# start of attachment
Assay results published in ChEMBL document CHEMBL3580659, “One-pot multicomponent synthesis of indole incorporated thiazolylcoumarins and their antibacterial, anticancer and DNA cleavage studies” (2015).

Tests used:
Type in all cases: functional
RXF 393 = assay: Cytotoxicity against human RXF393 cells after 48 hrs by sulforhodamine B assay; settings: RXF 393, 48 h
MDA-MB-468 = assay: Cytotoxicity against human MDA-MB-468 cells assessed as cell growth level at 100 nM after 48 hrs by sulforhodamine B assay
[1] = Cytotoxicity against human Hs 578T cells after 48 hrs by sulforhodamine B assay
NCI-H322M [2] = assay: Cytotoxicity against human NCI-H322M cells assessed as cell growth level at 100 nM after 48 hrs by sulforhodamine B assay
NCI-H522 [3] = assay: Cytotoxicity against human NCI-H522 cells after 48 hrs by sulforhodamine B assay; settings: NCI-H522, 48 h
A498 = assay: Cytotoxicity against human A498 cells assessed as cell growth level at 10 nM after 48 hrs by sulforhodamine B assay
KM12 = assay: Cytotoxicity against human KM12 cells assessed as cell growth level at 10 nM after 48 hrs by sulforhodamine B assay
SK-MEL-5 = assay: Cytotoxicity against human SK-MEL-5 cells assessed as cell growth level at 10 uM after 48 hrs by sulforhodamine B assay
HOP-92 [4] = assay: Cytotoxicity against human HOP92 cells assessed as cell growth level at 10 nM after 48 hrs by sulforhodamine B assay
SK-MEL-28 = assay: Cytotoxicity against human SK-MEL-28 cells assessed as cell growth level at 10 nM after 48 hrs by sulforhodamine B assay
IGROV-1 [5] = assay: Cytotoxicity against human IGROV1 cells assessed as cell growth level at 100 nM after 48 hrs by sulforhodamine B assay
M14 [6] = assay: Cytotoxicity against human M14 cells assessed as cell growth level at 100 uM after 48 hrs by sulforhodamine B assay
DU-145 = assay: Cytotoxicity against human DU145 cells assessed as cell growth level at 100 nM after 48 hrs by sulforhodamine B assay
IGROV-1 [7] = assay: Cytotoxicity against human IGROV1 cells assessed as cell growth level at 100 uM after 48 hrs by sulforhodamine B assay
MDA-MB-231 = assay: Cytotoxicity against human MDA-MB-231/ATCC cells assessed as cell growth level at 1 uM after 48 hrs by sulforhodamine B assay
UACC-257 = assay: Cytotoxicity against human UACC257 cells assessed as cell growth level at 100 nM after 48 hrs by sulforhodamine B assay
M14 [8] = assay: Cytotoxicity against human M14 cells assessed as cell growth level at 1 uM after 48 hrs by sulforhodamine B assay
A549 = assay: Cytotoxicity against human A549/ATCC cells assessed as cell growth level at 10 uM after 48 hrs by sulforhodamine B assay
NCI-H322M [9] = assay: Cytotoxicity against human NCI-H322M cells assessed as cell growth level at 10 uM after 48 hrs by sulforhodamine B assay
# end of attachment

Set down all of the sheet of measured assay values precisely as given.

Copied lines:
Assay results published in ChEMBL document CHEMBL3580659, “One-pot multicomponent synthesis of indole incorporated thiazolylcoumarins and their antibacterial, anticancer and DNA cleavage studies” (2015).

Tests used:
Type in all cases: functional
RXF 393 = assay: Cytotoxicity against human RXF393 cells after 48 hrs by sulforhodamine B assay; settings: RXF 393, 48 h
MDA-MB-468 = assay: Cytotoxicity against human MDA-MB-468 cells assessed as cell growth level at 100 nM after 48 hrs by sulforhodamine B assay
[1] = Cytotoxicity against human Hs 578T cells after 48 hrs by sulforhodamine B assay
NCI-H322M [2] = assay: Cytotoxicity against human NCI-H322M cells assessed as cell growth level at 100 nM after 48 hrs by sulforhodamine B assay
NCI-H522 [3] = assay: Cytotoxicity against human NCI-H522 cells after 48 hrs by sulforhodamine B assay; settings: NCI-H522, 48 h
A498 = assay: Cytotoxicity against human A498 cells assessed as cell growth level at 10 nM after 48 hrs by sulforhodamine B assay
KM12 = assay: Cytotoxicity against human KM12 cells assessed as cell growth level at 10 nM after 48 hrs by sulforhodamine B assay
SK-MEL-5 = assay: Cytotoxicity against human SK-MEL-5 cells assessed as cell growth level at 10 uM after 48 hrs by sulforhodamine B assay
HOP-92 [4] = assay: Cytotoxicity against human HOP92 cells assessed as cell growth level at 10 nM after 48 hrs by sulforhodamine B assay
SK-MEL-28 = assay: Cytotoxicity against human SK-MEL-28 cells assessed as cell growth level at 10 nM after 48 hrs by sulforhodamine B assay
IGROV-1 [5] = assay: Cytotoxicity against human IGROV1 cells assessed as cell growth level at 100 nM after 48 hrs by sulforhodamine B assay
M14 [6] = assay: Cytotoxicity against human M14 cells assessed as cell growth level at 100 uM after 48 hrs by sulforhodamine B assay
DU-145 = assay: Cytotoxicity against human DU145 cells assessed as cell growth level at 100 nM after 48 hrs by sulforhodamine B assay
IGROV-1 [7] = assay: Cytotoxicity against human IGROV1 cells assessed as cell growth level at 100 uM after 48 hrs by sulforhodamine B assay
MDA-MB-231 = assay: Cytotoxicity against human MDA-MB-231/ATCC cells assessed as cell growth level at 1 uM after 48 hrs by sulforhodamine B assay
UACC-257 = assay: Cytotoxicity against human UACC257 cells assessed as cell growth level at 100 nM after 48 hrs by sulforhodamine B assay
M14 [8] = assay: Cytotoxicity against human M14 cells assessed as cell growth level at 1 uM after 48 hrs by sulforhodamine B assay
A549 = assay: Cytotoxicity against human A549/ATCC cells assessed as cell growth level at 10 uM after 48 hrs by sulforhodamine B assay
NCI-H322M [9] = assay: Cytotoxicity against human NCI-H322M cells assessed as cell growth level at 10 uM after 48 hrs by sulforhodamine B assay